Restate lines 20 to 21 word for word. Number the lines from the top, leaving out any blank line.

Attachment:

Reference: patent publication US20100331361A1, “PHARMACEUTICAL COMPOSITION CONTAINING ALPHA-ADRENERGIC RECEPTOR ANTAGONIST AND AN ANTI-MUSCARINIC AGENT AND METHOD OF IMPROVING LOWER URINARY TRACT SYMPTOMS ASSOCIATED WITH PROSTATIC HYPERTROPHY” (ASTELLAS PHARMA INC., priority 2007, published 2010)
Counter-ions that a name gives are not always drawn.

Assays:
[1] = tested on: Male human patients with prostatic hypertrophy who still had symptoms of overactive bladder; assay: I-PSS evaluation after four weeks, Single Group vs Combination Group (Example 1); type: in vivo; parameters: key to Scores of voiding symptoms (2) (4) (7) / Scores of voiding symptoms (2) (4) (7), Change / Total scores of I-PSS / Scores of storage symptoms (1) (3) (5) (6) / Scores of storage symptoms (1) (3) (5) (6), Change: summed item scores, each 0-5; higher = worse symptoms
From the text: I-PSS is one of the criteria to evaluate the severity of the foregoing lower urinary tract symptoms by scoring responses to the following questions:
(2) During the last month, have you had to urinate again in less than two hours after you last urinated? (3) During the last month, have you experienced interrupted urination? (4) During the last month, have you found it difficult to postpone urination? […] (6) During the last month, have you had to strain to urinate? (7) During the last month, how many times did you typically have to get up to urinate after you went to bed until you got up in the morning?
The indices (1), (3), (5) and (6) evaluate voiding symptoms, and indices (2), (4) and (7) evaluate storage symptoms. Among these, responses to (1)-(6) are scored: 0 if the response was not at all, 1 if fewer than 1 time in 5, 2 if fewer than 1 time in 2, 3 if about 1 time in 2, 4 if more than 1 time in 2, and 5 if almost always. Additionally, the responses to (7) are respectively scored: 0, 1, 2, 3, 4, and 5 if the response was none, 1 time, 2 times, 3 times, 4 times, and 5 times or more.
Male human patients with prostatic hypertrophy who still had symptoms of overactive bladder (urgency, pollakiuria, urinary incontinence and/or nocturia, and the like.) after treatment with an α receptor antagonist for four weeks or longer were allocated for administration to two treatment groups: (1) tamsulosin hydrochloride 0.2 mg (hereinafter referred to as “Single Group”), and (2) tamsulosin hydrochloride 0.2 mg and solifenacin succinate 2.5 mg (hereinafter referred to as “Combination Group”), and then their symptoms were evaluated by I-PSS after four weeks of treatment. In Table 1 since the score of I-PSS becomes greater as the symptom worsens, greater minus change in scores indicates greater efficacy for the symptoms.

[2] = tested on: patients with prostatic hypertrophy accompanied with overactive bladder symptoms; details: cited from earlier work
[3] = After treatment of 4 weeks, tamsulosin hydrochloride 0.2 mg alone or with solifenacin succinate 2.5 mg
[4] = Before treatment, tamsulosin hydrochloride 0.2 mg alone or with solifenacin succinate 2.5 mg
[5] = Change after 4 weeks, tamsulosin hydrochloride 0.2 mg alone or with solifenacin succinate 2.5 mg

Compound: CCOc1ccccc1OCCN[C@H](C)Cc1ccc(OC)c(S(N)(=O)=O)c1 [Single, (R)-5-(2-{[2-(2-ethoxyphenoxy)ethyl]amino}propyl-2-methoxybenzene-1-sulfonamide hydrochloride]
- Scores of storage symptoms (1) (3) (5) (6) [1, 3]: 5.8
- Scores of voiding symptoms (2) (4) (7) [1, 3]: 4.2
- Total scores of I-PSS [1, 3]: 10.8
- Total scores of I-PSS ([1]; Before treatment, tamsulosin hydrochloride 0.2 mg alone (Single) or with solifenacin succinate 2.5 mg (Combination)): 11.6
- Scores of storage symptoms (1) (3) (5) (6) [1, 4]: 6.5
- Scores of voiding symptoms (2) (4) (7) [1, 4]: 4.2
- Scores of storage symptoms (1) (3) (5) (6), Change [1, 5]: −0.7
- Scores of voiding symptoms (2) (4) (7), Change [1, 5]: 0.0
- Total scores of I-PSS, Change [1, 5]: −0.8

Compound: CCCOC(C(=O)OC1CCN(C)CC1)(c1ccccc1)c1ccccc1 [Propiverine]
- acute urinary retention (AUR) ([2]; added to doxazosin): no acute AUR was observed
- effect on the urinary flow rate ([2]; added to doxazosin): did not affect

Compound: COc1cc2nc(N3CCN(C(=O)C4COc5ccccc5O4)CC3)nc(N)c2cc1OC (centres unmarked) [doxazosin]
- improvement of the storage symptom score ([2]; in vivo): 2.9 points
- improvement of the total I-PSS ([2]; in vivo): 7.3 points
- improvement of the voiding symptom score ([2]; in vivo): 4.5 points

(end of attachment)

- Scores of storage symptoms (1) (3) (5) (6), Change [1, 5]: −0.7
- Scores of voiding symptoms (2) (4) (7), Change [1, 5]: 0.0